Farmer Focus: Silage is fine but I’d rather graze it

This year has been one of the best years for producing our main crop – grass. The unpredictability of each grass growing season creates a huge challenge of matching the right number and type of stock to the amount of grass I am producing.

I suppose the challenge that this grazing season has created is probably the best – far too much of the green stuff.

Through my office window I can see the silage pit cover sitting 2 feet above the silage walls, as well as a large heap of surplus silage bales in the yard.

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Most of this silage has been made from fields that were taken out of the rotation because of the massive growth we got in early summer, so the quality is good with the first silage analysis at 11.3ME

To me, having all this silage is a failure; all that lovely high-quality grass should have been grazed by stock! 

The great benefit of operating a rotational grazing system combined with a strict reseeding policy of high sugar grasses is that I can produce very high-quality grass, which I try to maintain to this time of year.

Cattle have performed reasonably well this season and our average DLWG was 1.45kg at the recent weighing.

My cattle out-winter on swift and silage bales and then kale and bales after Christmas.

‘Forage TMR’

This year I am trying a “Forage TMR” (total mixed ration). I have replaced 25% of the kale or swift crop and one of the bales they would normally get every day with fodder beet.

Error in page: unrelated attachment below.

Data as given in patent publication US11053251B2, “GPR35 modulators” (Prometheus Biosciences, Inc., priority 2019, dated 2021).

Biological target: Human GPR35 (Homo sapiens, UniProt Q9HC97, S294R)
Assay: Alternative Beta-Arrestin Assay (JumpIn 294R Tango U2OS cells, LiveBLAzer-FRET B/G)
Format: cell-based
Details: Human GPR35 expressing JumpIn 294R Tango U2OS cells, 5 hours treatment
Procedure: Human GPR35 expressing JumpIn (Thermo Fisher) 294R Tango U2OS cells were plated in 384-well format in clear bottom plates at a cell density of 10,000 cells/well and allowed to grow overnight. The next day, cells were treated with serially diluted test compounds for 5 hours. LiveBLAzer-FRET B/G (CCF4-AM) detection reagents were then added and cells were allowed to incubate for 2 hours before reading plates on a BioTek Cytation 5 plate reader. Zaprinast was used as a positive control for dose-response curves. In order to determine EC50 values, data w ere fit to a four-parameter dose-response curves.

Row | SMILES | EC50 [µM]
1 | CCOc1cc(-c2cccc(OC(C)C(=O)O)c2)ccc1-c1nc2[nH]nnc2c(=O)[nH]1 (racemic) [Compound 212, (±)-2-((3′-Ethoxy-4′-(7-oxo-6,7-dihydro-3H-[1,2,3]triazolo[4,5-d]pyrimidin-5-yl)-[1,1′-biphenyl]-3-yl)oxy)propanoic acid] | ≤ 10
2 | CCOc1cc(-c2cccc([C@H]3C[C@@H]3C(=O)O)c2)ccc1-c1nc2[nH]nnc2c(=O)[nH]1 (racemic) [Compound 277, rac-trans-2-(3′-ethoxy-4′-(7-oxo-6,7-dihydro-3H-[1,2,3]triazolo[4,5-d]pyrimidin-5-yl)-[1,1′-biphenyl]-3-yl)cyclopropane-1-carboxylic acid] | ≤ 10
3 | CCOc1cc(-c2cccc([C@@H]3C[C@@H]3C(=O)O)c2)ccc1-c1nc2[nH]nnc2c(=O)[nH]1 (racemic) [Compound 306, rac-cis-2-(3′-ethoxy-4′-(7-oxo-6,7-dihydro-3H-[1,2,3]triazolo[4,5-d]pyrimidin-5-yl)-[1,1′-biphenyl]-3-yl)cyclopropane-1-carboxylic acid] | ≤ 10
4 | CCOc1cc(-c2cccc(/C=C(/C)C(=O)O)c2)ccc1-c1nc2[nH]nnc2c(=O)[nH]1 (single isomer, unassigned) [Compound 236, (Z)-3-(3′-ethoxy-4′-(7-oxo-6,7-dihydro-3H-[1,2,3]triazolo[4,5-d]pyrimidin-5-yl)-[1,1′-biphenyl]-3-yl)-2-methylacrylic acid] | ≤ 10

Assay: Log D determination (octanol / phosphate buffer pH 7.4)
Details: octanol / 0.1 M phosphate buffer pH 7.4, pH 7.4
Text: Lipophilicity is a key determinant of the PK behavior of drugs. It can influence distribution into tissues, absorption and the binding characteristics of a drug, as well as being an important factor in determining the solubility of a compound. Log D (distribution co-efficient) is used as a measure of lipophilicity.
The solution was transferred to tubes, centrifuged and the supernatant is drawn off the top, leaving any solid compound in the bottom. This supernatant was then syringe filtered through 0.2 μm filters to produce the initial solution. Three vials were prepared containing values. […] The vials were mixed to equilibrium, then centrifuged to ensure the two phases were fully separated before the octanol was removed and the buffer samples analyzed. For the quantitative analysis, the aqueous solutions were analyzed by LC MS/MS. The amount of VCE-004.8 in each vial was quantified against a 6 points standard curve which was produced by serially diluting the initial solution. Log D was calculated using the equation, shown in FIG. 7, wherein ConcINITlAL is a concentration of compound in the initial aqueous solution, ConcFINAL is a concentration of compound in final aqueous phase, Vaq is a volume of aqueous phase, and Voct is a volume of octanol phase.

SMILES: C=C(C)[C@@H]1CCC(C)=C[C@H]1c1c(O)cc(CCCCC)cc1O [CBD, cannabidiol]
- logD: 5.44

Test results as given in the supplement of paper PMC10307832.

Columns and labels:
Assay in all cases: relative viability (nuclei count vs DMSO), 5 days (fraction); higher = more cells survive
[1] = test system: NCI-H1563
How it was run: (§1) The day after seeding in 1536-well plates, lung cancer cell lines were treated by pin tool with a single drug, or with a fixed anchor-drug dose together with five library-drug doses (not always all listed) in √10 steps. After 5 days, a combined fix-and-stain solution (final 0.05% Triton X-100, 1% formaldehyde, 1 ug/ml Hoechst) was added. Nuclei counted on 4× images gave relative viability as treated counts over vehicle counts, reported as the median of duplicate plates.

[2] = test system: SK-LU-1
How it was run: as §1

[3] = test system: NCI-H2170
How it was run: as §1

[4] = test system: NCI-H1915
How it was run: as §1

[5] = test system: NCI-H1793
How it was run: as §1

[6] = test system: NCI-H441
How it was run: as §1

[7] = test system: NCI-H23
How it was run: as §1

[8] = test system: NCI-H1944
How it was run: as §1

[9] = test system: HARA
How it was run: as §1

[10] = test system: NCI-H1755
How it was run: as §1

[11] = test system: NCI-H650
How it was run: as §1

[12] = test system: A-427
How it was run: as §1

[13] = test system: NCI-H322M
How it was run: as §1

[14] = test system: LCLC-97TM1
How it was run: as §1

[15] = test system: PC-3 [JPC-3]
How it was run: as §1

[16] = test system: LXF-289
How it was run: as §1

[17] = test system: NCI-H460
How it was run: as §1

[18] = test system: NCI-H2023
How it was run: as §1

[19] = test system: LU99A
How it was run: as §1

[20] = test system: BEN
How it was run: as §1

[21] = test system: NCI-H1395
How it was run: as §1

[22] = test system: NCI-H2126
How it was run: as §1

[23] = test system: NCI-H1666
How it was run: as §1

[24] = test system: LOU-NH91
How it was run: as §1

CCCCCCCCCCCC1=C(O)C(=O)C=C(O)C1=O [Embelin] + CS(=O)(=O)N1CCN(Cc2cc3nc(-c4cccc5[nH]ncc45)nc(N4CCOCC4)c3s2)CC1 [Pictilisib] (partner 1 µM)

The fodder beet and swift have established well but the Maris Kestrel kale has suffered because of the missing pre-emergence spray due to wet weather.

I have finally succeeding in getting the sheep into a paddock system on two- or three-day moves and this has increased my stocking rate dramatically to 10 ewes and lambs per acre all summer.

I have joined a new Quality Meat Scotland-run discussion group for grass-based stock farmers, which is great. When I started rotational grazing fattening cattle, the only discussion available was with the voices in my head!

Our butchery business, Damn Delicious, has had the normal seasonal highs and lows, but is running ahead of last year.

Our Norfolk Black Christmas turkeys have now arrived and are happily exploring the woods.

Michael finishes 150-head of mostly Angus beef stores each year and runs 280 scotch mules on a 100ha forage-only enterprise as well as free range turkeys for Christmas near Biggar, Lanarkshire. Meat is sold through his online business and farm shop Damn Delicious with surpluses sold deadweight.